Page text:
Yet-Ming Chiang, founder of A123 Systems based in Watertown, Mass., said China presents two big opportunities for his lithium-ion battery firm: first as a place to manufacture its wares inexpensively, and second, as a potentially massive market. A123’s highly engineered batteries are used in DeWalt cordless power tools, among other applications. According to the firm, they are five times as powerful as the batteries they replace, and deliver twice the instant power output of corded, plug-in tools.
Chiang, however, has his sights set beyond the market for construction workers: “I want to talk about the future of vehicle technology.” The firm is working on battery systems that allow the mass production of plug-in hybrid electric vehicles that would get more than 100 miles per gallon in hybrid gas-electric mode, and have a 40-mile range running on electric batteries only. The vast majority of car trips – work commutes and local errands – are less than 40 miles round-trip, meaning drivers of such a plug-in hybrid could go weeks without visiting a gas station.
That in turn could result in fewer tailpipe emissions and significant air-quality impact as people of the world’s developing nations are increasingly gaining enough wealth to own cars.
Reverse ‘Brain Drain’
As for manufacturing the batteries, Chiang said his team’s actual experience dispelled some concerns the firm had based on China’s notorious penchant for pollution: The country’s rapid economic expansion, after all, has come at a price to the environment. Chiang and his team had heard that that “there wasn’t a lot of concern for safety and not a lot of concern over pollution,” but, he said, in A123’s particular instance, “that wasn’t the case.” (The state Environmental Protection Agency in Beijing has threatened to close down scores of industrial plants in response to growing pollution concerns).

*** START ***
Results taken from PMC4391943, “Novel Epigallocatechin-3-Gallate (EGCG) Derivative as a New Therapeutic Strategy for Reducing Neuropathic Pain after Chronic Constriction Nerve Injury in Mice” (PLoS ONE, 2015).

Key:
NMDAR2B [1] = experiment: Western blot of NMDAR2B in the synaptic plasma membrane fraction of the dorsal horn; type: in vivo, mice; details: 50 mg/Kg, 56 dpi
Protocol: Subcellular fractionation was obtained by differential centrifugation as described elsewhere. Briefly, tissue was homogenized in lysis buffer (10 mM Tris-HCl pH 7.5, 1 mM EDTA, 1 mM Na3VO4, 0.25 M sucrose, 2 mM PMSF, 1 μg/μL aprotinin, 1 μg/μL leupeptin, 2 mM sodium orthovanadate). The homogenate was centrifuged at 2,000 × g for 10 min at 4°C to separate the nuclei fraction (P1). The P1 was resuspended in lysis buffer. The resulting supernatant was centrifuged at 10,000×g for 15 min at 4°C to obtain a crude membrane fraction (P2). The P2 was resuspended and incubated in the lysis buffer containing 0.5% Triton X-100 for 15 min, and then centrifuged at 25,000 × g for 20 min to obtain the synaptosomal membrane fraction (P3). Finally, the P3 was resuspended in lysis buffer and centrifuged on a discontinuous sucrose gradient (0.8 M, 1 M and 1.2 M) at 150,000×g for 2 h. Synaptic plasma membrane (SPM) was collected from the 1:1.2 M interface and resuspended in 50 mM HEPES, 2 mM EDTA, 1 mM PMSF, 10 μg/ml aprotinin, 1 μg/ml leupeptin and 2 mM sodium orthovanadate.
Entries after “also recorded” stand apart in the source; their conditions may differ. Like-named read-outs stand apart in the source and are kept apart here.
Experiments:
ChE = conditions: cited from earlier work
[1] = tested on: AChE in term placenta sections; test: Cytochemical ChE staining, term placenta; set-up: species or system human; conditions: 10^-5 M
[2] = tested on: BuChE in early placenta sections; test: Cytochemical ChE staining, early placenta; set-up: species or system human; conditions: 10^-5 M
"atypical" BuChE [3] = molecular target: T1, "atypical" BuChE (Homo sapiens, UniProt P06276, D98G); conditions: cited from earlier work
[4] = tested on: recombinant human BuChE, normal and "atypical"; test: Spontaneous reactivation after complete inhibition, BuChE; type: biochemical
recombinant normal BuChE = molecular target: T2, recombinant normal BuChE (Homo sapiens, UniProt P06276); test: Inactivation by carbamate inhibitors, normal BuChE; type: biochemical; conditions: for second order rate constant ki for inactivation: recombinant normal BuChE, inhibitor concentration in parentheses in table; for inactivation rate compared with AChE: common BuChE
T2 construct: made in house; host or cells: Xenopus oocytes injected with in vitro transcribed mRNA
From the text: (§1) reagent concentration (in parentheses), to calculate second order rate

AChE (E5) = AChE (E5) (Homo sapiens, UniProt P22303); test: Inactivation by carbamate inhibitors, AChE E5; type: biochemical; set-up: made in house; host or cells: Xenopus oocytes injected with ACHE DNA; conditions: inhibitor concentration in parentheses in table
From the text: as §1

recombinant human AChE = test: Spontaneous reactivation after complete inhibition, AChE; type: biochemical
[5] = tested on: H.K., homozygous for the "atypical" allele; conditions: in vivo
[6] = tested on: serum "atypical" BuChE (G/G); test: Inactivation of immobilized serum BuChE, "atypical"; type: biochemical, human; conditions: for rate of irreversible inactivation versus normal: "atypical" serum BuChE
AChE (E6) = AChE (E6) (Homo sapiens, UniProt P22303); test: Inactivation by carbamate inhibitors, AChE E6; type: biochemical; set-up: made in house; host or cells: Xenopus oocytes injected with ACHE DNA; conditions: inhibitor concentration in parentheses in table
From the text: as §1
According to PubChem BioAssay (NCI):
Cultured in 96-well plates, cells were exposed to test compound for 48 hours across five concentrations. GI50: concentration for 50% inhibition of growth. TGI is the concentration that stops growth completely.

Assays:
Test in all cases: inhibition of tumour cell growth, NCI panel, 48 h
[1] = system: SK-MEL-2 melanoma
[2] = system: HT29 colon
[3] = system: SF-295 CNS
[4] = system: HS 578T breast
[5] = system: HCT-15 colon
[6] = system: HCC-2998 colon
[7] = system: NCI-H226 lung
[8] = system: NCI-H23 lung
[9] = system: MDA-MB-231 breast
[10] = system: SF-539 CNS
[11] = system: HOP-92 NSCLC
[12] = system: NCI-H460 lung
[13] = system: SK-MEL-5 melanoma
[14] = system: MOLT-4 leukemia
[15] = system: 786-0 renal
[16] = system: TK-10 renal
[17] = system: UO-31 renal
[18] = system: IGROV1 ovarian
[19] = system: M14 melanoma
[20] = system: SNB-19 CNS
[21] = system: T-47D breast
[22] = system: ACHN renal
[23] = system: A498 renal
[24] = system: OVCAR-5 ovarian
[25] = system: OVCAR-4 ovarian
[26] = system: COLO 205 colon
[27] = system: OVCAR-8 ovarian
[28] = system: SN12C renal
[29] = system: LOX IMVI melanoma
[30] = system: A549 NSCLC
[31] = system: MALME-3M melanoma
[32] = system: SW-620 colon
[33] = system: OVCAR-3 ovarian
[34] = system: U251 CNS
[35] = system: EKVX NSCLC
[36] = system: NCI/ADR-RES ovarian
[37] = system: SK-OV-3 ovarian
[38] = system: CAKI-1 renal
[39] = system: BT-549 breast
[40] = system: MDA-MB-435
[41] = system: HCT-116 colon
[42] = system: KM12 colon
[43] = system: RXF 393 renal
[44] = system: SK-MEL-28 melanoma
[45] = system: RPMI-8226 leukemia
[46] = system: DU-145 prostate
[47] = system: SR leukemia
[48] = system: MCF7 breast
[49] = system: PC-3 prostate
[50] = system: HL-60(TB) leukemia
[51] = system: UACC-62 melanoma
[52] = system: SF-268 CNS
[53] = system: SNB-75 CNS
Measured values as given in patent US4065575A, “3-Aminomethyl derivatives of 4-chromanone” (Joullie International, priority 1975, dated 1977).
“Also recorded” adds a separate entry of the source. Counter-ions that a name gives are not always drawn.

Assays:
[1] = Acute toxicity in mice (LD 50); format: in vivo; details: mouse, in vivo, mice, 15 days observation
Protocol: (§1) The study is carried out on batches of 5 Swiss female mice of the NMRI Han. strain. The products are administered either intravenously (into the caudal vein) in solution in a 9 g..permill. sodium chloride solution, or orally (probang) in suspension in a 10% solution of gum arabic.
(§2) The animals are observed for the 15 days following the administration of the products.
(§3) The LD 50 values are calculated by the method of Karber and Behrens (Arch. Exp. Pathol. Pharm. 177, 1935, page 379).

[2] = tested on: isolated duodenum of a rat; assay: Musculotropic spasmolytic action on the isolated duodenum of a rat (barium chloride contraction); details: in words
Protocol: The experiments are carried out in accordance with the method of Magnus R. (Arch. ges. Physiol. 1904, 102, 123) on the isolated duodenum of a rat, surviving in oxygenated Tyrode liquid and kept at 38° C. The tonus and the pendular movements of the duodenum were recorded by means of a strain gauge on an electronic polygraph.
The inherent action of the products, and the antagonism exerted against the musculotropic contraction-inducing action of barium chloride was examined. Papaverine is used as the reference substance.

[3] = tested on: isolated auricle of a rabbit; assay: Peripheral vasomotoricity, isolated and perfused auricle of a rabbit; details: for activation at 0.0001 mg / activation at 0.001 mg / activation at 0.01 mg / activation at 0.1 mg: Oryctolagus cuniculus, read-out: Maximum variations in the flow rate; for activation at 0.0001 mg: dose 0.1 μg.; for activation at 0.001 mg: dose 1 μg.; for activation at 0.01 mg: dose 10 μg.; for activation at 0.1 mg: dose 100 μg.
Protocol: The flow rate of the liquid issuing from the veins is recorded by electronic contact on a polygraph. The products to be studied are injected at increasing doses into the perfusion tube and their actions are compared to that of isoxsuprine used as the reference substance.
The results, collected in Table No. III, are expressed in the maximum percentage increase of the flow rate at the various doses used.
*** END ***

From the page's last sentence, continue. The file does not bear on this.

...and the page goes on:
To get started, Chiang said, “We actually promoted reverse ‘brain drain’” by sending two key employees to China to set up a manufacturing operation.
And yet many of China’s tech successes have been grown right at home. The country has aggressively incubated research and commercial enterprises at thousands of “science and technology parks.”
One indigenous firm, China TechFaith Wireless, was formed only in 2002 but by 2005 had a listing on the Nasdaq stock exchange. Bucking the convention of designed-in-Taiwan-built-in-China, the Beijing-based company designs cellular phone software and handsets for a growing roster of Chinese and international mobile phone companies – both manufacturers and carriers. In 2006, it recorded an $8.8 million loss, which the company partially chalked up to logistics and procurement problems, on revenues of $80.8 million.
Panelist and company president Gilbert Lee said the firm offers speed and flexibility to fit different phone software into a given handset, depending on a customer’s need in a specific market. “There are so many different systems,” Lee said, adding that 90% of the firm’s 2,400 workers are engineers. “OEM or carriers, they have to find the highest quality and the cheapest engineers,” he noted.